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Prescott holds steady during Ducey's 'Stay-at-home' order

In this file image, traffic is seen in downtown Prescott. (Courier, file)

In this file image, traffic is seen in downtown Prescott. (Courier, file)

Based on Gov. Doug Ducey’s list of essential needs, the City of Prescott plans to continue allowing outdoor recreation, library curbside service, and restaurant curbside service.

Prescott Community Outreach Manager John Heiney said late Monday, March 30 that the city will maintain the precautions it had already put into effect for social distancing, but that there were no immediate plans to shut down city parks, trails, or restaurants’ curbside and delivery service.

“We certainly were expecting something like this at some point,” Heiney said Monday afternoon of Ducey’s March 30 “Stay home, stay healthy, stay connected” executive order.

Although city officials were still absorbing the information from the order late Monday, Heiney said the list of essential activities that were released earlier offered guidelines on what would be allowed.

Among the essential activities listed in Ducey’s order are: “outdoor exercise activities, such as walking, hiking, running, biking or golfing, but only if appropriate physical distancing practices are used.”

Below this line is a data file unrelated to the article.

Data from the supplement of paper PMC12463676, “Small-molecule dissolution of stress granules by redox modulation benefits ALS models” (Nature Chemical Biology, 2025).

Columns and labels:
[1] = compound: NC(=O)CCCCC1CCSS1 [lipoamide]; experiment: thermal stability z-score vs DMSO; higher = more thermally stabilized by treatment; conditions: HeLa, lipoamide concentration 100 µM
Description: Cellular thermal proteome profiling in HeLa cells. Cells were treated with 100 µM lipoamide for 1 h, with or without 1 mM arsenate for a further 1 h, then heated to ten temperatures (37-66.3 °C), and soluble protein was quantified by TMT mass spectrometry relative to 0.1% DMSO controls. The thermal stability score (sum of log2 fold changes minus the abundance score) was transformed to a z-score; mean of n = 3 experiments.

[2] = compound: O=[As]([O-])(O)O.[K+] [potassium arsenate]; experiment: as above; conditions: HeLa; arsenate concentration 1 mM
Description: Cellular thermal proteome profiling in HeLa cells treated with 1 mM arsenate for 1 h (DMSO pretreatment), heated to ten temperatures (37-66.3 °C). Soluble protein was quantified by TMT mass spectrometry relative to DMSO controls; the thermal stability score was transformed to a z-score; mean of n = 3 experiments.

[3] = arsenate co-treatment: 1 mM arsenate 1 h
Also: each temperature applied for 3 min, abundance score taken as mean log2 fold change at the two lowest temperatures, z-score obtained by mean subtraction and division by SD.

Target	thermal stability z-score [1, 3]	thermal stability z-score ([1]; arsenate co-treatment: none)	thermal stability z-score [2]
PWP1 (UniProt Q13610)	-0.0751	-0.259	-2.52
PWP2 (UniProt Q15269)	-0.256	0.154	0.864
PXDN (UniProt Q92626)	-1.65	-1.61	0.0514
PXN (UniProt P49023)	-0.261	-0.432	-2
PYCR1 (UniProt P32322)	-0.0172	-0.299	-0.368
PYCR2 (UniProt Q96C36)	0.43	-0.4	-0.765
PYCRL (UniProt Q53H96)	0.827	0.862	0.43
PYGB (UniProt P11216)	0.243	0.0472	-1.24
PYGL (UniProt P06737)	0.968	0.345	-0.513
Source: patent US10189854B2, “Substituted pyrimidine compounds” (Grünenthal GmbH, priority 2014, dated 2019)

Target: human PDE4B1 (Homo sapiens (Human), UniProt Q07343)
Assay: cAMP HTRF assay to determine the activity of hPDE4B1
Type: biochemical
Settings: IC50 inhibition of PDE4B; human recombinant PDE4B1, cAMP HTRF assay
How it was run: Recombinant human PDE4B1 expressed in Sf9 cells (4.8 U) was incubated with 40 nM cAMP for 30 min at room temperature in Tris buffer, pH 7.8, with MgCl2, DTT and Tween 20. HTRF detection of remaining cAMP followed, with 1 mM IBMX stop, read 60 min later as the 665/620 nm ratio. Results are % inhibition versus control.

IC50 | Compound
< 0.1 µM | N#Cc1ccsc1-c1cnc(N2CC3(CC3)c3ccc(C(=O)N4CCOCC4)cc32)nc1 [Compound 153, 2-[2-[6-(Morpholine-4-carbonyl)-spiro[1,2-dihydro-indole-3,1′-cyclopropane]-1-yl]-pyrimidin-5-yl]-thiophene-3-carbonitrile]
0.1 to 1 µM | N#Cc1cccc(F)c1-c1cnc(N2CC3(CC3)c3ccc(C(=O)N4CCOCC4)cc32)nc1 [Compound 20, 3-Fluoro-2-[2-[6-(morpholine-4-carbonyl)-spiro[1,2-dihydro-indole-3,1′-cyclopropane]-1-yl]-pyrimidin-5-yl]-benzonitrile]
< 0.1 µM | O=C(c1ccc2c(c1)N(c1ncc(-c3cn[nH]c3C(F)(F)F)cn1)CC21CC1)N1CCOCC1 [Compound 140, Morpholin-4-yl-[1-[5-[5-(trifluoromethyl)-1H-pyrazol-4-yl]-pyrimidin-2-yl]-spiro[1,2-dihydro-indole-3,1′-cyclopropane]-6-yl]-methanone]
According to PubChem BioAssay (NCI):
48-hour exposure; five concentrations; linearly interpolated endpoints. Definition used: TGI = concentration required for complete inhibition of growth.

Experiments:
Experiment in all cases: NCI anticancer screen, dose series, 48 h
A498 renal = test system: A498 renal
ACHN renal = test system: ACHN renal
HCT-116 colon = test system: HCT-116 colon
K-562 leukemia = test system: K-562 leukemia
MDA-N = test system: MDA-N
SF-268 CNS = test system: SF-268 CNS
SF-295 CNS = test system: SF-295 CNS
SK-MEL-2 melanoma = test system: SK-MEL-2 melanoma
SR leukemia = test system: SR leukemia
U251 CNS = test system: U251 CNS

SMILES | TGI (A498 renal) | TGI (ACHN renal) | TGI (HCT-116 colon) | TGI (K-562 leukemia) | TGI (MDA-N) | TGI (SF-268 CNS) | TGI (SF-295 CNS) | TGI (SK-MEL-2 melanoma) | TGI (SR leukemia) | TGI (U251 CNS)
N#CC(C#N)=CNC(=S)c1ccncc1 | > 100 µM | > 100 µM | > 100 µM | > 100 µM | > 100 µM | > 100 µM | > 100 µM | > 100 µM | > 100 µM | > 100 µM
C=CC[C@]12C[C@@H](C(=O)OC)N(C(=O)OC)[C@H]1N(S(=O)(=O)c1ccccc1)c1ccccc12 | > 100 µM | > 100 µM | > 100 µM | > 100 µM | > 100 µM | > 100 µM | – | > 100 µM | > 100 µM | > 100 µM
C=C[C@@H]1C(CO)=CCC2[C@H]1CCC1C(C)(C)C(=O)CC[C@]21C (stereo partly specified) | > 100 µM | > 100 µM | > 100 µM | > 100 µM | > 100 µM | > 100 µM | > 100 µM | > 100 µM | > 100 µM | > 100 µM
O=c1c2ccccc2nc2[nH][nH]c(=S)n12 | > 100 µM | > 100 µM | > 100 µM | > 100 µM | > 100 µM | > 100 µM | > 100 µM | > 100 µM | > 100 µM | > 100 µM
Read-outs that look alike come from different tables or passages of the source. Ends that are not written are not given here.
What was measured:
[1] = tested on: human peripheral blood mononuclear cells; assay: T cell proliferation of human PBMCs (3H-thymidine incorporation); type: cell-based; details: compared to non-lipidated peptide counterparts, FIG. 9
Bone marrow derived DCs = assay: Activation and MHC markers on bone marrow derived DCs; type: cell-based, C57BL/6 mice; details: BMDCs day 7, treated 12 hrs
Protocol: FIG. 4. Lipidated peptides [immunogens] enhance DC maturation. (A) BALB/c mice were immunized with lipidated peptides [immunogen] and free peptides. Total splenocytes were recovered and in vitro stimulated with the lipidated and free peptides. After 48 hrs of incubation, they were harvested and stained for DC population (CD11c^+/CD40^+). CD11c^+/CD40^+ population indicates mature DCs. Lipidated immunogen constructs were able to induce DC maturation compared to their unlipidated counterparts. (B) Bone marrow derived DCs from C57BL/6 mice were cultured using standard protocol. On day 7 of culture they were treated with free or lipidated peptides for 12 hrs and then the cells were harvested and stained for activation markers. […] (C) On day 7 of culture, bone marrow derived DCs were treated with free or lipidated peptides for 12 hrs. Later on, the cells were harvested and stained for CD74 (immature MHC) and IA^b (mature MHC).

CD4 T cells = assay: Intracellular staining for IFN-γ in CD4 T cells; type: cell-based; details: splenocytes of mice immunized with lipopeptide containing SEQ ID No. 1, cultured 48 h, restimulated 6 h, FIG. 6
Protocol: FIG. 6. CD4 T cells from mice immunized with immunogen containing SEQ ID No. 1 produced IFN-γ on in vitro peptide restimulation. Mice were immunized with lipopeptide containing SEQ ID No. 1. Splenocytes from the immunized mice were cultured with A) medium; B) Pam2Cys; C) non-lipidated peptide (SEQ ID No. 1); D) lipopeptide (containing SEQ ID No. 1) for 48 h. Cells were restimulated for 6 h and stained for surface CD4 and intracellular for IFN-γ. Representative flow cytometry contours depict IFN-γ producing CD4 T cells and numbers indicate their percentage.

Based on that, Heiney said the city would continue to keep its parks and trails open, as it has over the past week or so. Signs at city parks and trailheads caution about the need for social distancing.

Residents appeared to be following those guidelines, Prescott Recreation Services Director Joe Baynes said Monday.

Although the city does not have usage numbers at all of its parks and trailheads, Baynes said car counters at its three lakes — Watson, Willow, and Goldwater — showed that 5,000 cars had visited the lakes from last Monday through Sunday. “That is more than normal,” Baynes said.

Along with leaving its parks open, Heiney said the city plans to maintain its curbside service at the Prescott Public Library. Starting last week, library employees have been distributing books that have been placed on hold to patrons’ cars.

“As of today, we plan to keep it open,” Heiney said of the library service. He noted that the city had received positive feedback about the curbside service.

Likewise, restaurants that have been offering curbside, delivery, and drive-in service would be allowed to continue.

Based on the governor’s order, Heiney said non-essential services such as retail stores that do not sell groceries would no longer be allowed to provide face-to-face service to customers.

The governor’s order states: “Non-essential businesses may continue to operate those activities that do not require in-person, on-site transactions and are encouraged to maintain at least minimum basic operations that maintain the value of the business’ inventory, preserve the condition of the business’ physical plant and equipment, ensure security, process payroll and employee benefits, facilitate employees of the business being able to continue to work remotely from their residences, and related functions to include mail pickup.”

Heiney said city officials learned about the order during a 2 p.m., March 30, call with the governor’s office.

Follow Cindy Barks on Twitter @Cindy_Barks. Reach her at 928-445-3333, ext. 2034, or

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